Use of Acronym and Other Memory Boosters
We used the acronym STROLL to create stickiness. Stickiness is a marketing term that measures customer retention (Hanssens et al., 2014; Khalifa et al., 2002). The learning field also uses the term “stickiness” in reference to memory retention (Robinson & Cook, 2018). Acronyms help with limited brain capacity. Early cognitive scientists suggested that we could retain seven items (Miller, 1956). Later studies (Cowan, 2000) reinforce the efficacy of chunking and indicate that we can retain three to five items in our memory. It has long been known that creating acronyms facilitates memory retention (Bower, 1972; Thalmann et al., 2019) because it reduces the load on the prefrontal cortex.
Davis et al. (Davis et al., 2014) introduced the AGES (Attention, Generation, Emotion, and Spacing) model as an acronym that describes the necessary ingredients for learning based on neuroscience findings. One of their conclusions is that learning sticks with repetition and what they call spacing. Our main themes were introduced in the opening, referred to in each activity, and presented in a workbook. Thus, we provided repetition and broke up the experience into short chunks, using the STROLL acronym, allowing for maximum attention. We walked people through an integrated review as the final activity, and participants left with customized workbooks. Throughout the process, we asked participants to generate their own learning by taking notes in the workbook provided. We tapped into positive emotion by asking participants to choose an important goal to which they were committed. We also asked them to compare their future undesired state in one specific activity, which generated a negative emotion, with a future positive state, which generated a positive emotion.
Neuroplasticity and Goal Achievement
A foundational premise guiding this study was the notion of neuroplasticity, and specifically that adults can change well-worn patterns of behavior. Important research that has contributed significantly to our understanding of learning and change includes findings that some form of brain change, or neuroplasticity, continues throughout our lives (Hebb, 1949). Donald Hebb and others observed that neurons that fire together repeatedly become wired together and often survive together. We are born with much of our brain’s connectivity still in development, and though the rate slows over our life span, some form of brain changes or neural plasticity continues throughout our lives. Change happens in various ways; many involve focusing our attention and then repeating a pattern of behavior over and over until new neural patterns are formed.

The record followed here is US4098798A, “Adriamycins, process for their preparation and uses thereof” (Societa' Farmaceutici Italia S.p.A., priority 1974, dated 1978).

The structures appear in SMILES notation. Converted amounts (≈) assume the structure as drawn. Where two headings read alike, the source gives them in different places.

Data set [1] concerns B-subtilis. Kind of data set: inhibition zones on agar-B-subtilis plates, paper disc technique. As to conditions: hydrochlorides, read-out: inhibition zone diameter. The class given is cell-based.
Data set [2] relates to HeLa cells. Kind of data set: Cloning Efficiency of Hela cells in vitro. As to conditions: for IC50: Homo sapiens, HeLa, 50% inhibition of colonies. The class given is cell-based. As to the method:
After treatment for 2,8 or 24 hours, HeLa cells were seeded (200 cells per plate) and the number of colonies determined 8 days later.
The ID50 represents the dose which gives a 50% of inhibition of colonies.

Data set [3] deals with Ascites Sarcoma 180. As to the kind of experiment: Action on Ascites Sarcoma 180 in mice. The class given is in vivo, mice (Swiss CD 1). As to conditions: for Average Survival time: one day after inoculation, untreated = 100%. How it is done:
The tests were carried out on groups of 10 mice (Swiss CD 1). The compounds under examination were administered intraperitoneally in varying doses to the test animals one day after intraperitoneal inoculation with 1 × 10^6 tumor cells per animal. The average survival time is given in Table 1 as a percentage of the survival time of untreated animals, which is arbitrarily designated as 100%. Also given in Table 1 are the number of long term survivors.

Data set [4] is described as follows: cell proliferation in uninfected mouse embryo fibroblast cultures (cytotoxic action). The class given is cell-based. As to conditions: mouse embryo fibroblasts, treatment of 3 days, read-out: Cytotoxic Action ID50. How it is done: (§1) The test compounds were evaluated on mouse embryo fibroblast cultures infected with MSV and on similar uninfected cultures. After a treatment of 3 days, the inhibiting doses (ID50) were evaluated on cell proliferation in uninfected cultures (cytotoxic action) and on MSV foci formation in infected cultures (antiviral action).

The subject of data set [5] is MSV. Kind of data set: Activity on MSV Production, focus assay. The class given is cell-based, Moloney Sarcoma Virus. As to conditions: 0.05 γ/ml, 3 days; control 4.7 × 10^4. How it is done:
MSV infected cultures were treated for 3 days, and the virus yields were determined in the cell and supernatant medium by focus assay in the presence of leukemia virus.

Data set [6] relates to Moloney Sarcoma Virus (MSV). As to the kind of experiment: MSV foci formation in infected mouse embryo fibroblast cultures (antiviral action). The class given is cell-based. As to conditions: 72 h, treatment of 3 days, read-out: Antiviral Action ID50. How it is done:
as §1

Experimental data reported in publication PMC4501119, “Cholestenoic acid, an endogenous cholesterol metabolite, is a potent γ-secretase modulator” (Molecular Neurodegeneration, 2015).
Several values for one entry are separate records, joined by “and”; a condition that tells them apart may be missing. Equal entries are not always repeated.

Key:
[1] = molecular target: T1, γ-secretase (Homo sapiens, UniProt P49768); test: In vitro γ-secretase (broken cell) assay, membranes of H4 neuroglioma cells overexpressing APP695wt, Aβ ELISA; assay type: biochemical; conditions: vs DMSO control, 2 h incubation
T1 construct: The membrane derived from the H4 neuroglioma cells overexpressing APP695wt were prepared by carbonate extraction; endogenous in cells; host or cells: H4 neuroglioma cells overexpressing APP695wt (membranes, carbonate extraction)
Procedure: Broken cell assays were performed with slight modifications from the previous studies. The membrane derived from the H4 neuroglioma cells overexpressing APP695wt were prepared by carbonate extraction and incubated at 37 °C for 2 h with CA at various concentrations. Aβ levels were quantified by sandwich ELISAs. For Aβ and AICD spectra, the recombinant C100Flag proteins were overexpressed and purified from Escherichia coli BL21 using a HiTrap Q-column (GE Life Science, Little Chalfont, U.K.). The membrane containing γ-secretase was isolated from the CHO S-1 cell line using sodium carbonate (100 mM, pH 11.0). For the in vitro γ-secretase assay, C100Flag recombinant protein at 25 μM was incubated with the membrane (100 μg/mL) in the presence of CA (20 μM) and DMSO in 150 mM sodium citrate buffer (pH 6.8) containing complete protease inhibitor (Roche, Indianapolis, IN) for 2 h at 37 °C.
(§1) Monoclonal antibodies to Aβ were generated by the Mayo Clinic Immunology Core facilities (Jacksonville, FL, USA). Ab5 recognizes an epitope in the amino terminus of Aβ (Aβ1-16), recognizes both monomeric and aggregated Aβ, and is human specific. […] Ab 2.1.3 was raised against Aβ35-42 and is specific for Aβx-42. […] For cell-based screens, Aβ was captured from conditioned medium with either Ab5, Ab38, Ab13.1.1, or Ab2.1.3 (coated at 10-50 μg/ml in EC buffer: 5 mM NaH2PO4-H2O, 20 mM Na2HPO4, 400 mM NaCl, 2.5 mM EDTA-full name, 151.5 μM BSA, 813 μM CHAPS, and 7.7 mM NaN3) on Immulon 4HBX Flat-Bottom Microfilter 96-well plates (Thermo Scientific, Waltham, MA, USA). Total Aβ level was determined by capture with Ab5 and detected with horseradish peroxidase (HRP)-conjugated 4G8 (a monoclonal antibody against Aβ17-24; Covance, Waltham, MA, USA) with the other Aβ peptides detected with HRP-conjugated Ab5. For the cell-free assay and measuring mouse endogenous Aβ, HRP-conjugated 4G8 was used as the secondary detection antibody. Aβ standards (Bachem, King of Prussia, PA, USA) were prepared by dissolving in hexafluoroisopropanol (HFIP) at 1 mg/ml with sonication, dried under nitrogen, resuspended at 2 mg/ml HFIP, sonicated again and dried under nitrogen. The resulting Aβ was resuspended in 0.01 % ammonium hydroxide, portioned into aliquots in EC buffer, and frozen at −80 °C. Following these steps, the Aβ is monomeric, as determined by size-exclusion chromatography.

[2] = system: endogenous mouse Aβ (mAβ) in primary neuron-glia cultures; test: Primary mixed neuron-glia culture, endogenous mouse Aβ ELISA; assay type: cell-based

Fuchs and Flügg (2014), summarizing 40 years of research, suggested that neurons in our prefrontal cortex are the most plastic – meaning the most subject to change. They cited numerous studies that indicated that stress and especially chronic stress inhibits this plasticity, so managing stress well should support neuroplasticity. Putting ourselves in environments rich in novelty or challenges that require focused attention encourages plasticity (Kempermann et al., 2002; Vemuri et al., 2014). A regular physical fitness regimen and adequate sleep (Shaffer, 2016) also help support new neural connections in the brain. Ironically, some of the habits that support goal achievement are often those that people pick as part of their development goals.Download Article 1K Club